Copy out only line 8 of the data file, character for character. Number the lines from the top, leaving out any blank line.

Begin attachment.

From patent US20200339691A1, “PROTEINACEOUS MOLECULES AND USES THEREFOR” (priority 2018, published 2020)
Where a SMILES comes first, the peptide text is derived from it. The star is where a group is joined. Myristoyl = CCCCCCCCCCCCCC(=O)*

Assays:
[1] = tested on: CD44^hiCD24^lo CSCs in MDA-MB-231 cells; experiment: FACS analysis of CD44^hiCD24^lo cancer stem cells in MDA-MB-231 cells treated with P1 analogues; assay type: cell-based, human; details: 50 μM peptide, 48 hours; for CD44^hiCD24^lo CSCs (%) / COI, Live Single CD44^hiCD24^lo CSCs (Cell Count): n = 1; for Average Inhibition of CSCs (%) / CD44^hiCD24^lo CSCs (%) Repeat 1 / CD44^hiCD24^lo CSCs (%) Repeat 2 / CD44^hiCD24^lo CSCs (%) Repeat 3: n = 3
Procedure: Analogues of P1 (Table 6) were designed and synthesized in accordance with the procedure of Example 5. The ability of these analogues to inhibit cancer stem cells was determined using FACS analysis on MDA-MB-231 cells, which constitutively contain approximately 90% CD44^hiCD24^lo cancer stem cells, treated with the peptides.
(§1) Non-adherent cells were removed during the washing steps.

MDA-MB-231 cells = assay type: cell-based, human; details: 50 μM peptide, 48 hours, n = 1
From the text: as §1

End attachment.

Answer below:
From the text: as §1